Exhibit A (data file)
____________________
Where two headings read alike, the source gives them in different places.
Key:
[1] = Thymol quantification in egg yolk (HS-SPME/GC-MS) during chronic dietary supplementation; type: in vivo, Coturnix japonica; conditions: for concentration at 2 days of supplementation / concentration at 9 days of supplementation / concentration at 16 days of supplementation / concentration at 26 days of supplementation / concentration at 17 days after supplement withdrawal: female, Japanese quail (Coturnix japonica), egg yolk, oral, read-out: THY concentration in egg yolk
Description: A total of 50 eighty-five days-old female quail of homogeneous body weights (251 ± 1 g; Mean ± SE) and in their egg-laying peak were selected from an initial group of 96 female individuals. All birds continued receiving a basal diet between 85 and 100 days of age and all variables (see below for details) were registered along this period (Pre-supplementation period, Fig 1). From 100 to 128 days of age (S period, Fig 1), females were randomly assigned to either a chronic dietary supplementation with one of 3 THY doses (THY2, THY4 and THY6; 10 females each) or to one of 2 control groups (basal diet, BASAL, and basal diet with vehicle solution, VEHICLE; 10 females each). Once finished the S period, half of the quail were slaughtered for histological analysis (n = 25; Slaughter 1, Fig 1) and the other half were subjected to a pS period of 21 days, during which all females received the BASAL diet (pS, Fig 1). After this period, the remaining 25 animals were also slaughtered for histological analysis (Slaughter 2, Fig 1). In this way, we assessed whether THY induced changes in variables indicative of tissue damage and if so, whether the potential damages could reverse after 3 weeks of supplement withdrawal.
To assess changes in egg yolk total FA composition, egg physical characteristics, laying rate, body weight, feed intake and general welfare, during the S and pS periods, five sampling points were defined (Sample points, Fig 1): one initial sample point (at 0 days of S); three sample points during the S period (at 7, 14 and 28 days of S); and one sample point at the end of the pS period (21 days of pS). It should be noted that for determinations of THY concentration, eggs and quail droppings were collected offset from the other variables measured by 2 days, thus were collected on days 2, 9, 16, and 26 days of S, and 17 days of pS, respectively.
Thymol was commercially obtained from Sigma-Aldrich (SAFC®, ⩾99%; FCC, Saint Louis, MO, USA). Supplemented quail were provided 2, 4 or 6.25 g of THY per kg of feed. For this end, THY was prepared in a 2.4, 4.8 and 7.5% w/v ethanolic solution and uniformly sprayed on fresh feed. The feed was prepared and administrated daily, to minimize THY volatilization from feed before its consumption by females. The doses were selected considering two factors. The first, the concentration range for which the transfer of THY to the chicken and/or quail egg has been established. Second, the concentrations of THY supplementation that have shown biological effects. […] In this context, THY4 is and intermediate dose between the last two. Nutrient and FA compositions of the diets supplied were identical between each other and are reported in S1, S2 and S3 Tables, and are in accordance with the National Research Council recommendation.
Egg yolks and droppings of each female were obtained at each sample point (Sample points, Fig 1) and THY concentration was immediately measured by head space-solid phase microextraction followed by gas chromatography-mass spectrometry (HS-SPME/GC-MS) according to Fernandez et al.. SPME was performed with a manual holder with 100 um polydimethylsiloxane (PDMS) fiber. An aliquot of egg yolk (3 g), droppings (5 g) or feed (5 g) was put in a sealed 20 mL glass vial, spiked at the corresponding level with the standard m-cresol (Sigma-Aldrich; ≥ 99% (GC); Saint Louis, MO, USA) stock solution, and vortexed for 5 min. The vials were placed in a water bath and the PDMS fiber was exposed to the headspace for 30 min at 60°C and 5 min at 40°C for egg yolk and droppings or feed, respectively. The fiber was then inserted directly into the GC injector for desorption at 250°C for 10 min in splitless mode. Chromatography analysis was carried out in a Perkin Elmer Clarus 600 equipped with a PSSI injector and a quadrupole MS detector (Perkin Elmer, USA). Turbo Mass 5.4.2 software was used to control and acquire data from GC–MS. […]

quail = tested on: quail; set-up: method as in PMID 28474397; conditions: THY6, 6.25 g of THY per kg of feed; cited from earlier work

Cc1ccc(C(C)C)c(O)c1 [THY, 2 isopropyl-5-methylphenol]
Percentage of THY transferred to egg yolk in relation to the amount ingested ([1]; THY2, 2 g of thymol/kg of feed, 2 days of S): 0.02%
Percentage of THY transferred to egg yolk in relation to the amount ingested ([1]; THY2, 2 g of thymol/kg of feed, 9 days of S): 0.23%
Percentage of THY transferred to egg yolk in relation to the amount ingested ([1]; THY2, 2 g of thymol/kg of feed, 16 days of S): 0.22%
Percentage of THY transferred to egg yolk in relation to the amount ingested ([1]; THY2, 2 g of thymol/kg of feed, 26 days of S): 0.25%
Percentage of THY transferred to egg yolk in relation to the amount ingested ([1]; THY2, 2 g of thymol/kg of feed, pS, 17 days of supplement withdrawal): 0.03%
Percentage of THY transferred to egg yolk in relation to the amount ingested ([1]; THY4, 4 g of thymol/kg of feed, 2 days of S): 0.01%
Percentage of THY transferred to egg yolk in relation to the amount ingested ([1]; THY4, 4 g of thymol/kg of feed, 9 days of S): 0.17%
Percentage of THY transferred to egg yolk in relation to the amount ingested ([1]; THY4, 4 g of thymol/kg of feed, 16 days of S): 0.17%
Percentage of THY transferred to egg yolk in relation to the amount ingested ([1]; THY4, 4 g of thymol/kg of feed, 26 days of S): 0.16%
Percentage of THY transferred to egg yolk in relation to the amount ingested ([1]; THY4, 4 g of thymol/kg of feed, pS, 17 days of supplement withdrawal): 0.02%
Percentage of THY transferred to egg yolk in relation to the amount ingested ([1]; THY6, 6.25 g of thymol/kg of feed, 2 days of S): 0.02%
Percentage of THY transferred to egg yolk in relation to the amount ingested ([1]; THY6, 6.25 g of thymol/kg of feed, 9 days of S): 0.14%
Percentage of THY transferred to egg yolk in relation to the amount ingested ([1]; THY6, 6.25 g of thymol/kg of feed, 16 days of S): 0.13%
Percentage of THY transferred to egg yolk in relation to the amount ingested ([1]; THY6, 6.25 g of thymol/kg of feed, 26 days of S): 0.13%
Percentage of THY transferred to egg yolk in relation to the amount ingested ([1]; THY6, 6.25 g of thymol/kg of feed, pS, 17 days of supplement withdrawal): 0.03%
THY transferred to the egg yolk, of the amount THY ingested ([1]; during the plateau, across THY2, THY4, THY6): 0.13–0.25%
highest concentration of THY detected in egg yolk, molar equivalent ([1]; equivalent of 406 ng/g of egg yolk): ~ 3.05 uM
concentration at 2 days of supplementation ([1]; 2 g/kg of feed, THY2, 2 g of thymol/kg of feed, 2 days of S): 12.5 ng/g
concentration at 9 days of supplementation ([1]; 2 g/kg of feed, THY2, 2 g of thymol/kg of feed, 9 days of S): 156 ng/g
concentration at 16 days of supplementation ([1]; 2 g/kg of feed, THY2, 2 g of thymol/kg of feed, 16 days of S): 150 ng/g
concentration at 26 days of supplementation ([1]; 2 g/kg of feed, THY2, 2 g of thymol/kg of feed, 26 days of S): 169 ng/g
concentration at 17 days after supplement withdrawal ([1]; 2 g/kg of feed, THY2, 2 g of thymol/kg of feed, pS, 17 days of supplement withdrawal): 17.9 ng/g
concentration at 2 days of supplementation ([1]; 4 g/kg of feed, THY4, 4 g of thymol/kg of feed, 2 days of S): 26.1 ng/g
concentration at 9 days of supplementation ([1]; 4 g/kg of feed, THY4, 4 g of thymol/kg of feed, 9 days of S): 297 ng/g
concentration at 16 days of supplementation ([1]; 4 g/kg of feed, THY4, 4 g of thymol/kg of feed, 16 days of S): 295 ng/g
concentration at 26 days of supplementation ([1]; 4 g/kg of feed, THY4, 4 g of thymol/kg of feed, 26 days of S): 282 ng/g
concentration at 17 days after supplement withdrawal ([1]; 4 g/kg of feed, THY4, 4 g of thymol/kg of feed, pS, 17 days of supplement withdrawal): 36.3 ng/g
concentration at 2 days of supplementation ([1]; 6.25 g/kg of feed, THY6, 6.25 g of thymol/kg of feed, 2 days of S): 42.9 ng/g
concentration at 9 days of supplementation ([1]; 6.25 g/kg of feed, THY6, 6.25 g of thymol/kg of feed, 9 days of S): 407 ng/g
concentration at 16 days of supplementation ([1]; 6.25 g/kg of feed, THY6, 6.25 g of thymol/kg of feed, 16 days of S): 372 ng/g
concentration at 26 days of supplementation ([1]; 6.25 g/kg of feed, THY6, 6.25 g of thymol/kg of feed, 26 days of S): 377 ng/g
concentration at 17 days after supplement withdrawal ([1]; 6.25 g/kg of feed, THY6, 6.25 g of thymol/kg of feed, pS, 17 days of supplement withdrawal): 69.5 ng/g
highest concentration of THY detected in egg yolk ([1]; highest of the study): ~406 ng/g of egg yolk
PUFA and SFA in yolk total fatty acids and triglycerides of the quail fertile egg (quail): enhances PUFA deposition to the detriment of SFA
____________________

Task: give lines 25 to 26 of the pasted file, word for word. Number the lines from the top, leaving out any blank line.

THY transferred to the egg yolk, of the amount THY ingested ([1]; during the plateau, across THY2, THY4, THY6): 0.13–0.25%
highest concentration of THY detected in egg yolk, molar equivalent ([1]; equivalent of 406 ng/g of egg yolk): ~ 3.05 uM